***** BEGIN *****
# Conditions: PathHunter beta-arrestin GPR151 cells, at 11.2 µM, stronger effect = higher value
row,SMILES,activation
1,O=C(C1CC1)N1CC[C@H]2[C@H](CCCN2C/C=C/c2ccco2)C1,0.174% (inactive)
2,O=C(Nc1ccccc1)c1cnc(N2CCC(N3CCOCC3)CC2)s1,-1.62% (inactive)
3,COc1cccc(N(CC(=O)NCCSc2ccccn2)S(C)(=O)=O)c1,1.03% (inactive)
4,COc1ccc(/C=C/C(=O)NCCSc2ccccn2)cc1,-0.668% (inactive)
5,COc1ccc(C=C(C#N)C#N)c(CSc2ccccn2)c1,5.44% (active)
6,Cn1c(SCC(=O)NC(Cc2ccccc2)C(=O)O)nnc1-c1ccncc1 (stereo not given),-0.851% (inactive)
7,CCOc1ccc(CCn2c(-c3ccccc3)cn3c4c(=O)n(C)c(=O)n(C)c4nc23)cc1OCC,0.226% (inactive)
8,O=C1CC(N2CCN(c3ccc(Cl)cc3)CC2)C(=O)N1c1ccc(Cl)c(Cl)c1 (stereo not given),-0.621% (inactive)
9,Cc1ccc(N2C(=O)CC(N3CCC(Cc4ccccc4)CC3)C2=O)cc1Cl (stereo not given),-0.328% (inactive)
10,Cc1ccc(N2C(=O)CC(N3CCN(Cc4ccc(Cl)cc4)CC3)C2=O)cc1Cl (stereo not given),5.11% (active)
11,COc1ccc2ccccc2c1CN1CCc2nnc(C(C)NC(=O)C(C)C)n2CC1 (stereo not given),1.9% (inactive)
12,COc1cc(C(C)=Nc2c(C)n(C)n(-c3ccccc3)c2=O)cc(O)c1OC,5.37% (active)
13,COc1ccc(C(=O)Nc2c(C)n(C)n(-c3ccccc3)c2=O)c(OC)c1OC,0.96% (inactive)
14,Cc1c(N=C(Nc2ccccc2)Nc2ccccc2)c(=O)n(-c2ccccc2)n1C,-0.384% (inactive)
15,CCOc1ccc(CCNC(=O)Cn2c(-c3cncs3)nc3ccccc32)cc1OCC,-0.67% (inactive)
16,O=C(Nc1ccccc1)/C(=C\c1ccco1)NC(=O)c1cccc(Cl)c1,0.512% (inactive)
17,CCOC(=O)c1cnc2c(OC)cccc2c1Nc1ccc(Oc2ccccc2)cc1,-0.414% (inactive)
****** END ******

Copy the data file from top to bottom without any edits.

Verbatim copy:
# Conditions: PathHunter beta-arrestin GPR151 cells, at 11.2 µM, stronger effect = higher value
row,SMILES,activation
1,O=C(C1CC1)N1CC[C@H]2[C@H](CCCN2C/C=C/c2ccco2)C1,0.174% (inactive)
2,O=C(Nc1ccccc1)c1cnc(N2CCC(N3CCOCC3)CC2)s1,-1.62% (inactive)
3,COc1cccc(N(CC(=O)NCCSc2ccccn2)S(C)(=O)=O)c1,1.03% (inactive)
4,COc1ccc(/C=C/C(=O)NCCSc2ccccn2)cc1,-0.668% (inactive)
5,COc1ccc(C=C(C#N)C#N)c(CSc2ccccn2)c1,5.44% (active)
6,Cn1c(SCC(=O)NC(Cc2ccccc2)C(=O)O)nnc1-c1ccncc1 (stereo not given),-0.851% (inactive)
7,CCOc1ccc(CCn2c(-c3ccccc3)cn3c4c(=O)n(C)c(=O)n(C)c4nc23)cc1OCC,0.226% (inactive)
8,O=C1CC(N2CCN(c3ccc(Cl)cc3)CC2)C(=O)N1c1ccc(Cl)c(Cl)c1 (stereo not given),-0.621% (inactive)
9,Cc1ccc(N2C(=O)CC(N3CCC(Cc4ccccc4)CC3)C2=O)cc1Cl (stereo not given),-0.328% (inactive)
10,Cc1ccc(N2C(=O)CC(N3CCN(Cc4ccc(Cl)cc4)CC3)C2=O)cc1Cl (stereo not given),5.11% (active)
11,COc1ccc2ccccc2c1CN1CCc2nnc(C(C)NC(=O)C(C)C)n2CC1 (stereo not given),1.9% (inactive)
12,COc1cc(C(C)=Nc2c(C)n(C)n(-c3ccccc3)c2=O)cc(O)c1OC,5.37% (active)
13,COc1ccc(C(=O)Nc2c(C)n(C)n(-c3ccccc3)c2=O)c(OC)c1OC,0.96% (inactive)
14,Cc1c(N=C(Nc2ccccc2)Nc2ccccc2)c(=O)n(-c2ccccc2)n1C,-0.384% (inactive)
15,CCOc1ccc(CCNC(=O)Cn2c(-c3cncs3)nc3ccccc32)cc1OCC,-0.67% (inactive)
16,O=C(Nc1ccccc1)/C(=C\c1ccco1)NC(=O)c1cccc(Cl)c1,0.512% (inactive)
17,CCOC(=O)c1cnc2c(OC)cccc2c1Nc1ccc(Oc2ccccc2)cc1,-0.414% (inactive)